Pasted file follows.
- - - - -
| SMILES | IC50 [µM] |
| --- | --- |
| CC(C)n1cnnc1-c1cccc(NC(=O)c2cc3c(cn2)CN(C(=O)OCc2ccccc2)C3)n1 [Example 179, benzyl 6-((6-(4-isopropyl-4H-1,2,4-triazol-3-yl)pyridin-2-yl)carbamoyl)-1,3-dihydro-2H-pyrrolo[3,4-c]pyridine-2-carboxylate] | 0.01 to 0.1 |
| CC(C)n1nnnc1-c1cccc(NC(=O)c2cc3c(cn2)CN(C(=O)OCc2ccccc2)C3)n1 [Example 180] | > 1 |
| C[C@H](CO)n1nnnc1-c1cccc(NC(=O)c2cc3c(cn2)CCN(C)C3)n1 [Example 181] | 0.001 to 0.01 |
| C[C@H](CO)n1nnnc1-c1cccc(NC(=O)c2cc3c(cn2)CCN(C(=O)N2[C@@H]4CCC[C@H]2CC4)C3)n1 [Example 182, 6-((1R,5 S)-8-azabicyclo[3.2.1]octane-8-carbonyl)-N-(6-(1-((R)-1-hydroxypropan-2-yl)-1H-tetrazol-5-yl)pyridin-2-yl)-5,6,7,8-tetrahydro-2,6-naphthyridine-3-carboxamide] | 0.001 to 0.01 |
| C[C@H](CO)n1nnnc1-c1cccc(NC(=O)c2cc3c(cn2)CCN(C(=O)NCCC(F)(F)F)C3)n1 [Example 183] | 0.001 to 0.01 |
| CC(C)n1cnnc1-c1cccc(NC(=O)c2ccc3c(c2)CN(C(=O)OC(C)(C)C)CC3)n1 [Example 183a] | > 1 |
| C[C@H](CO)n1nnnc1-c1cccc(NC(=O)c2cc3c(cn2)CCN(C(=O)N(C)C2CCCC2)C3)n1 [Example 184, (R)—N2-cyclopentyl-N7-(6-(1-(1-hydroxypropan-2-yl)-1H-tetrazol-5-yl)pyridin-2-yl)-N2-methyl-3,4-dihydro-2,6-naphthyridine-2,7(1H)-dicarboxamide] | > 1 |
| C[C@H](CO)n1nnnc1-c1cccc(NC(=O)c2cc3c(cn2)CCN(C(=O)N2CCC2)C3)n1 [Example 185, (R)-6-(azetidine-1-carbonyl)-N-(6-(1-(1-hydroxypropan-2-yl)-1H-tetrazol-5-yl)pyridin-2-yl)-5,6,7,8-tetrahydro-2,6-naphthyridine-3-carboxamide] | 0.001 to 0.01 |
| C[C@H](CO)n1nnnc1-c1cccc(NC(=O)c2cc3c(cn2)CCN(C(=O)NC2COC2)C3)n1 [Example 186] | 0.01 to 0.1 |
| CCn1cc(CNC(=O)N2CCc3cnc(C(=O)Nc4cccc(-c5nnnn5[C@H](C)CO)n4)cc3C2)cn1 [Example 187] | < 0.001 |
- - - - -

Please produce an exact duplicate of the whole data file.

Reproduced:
| SMILES | IC50 [µM] |
| --- | --- |
| CC(C)n1cnnc1-c1cccc(NC(=O)c2cc3c(cn2)CN(C(=O)OCc2ccccc2)C3)n1 [Example 179, benzyl 6-((6-(4-isopropyl-4H-1,2,4-triazol-3-yl)pyridin-2-yl)carbamoyl)-1,3-dihydro-2H-pyrrolo[3,4-c]pyridine-2-carboxylate] | 0.01 to 0.1 |
| CC(C)n1nnnc1-c1cccc(NC(=O)c2cc3c(cn2)CN(C(=O)OCc2ccccc2)C3)n1 [Example 180] | > 1 |
| C[C@H](CO)n1nnnc1-c1cccc(NC(=O)c2cc3c(cn2)CCN(C)C3)n1 [Example 181] | 0.001 to 0.01 |
| C[C@H](CO)n1nnnc1-c1cccc(NC(=O)c2cc3c(cn2)CCN(C(=O)N2[C@@H]4CCC[C@H]2CC4)C3)n1 [Example 182, 6-((1R,5 S)-8-azabicyclo[3.2.1]octane-8-carbonyl)-N-(6-(1-((R)-1-hydroxypropan-2-yl)-1H-tetrazol-5-yl)pyridin-2-yl)-5,6,7,8-tetrahydro-2,6-naphthyridine-3-carboxamide] | 0.001 to 0.01 |
| C[C@H](CO)n1nnnc1-c1cccc(NC(=O)c2cc3c(cn2)CCN(C(=O)NCCC(F)(F)F)C3)n1 [Example 183] | 0.001 to 0.01 |
| CC(C)n1cnnc1-c1cccc(NC(=O)c2ccc3c(c2)CN(C(=O)OC(C)(C)C)CC3)n1 [Example 183a] | > 1 |
| C[C@H](CO)n1nnnc1-c1cccc(NC(=O)c2cc3c(cn2)CCN(C(=O)N(C)C2CCCC2)C3)n1 [Example 184, (R)—N2-cyclopentyl-N7-(6-(1-(1-hydroxypropan-2-yl)-1H-tetrazol-5-yl)pyridin-2-yl)-N2-methyl-3,4-dihydro-2,6-naphthyridine-2,7(1H)-dicarboxamide] | > 1 |
| C[C@H](CO)n1nnnc1-c1cccc(NC(=O)c2cc3c(cn2)CCN(C(=O)N2CCC2)C3)n1 [Example 185, (R)-6-(azetidine-1-carbonyl)-N-(6-(1-(1-hydroxypropan-2-yl)-1H-tetrazol-5-yl)pyridin-2-yl)-5,6,7,8-tetrahydro-2,6-naphthyridine-3-carboxamide] | 0.001 to 0.01 |
| C[C@H](CO)n1nnnc1-c1cccc(NC(=O)c2cc3c(cn2)CCN(C(=O)NC2COC2)C3)n1 [Example 186] | 0.01 to 0.1 |
| CCn1cc(CNC(=O)N2CCc3cnc(C(=O)Nc4cccc(-c5nnnn5[C@H](C)CO)n4)cc3C2)cn1 [Example 187] | < 0.001 |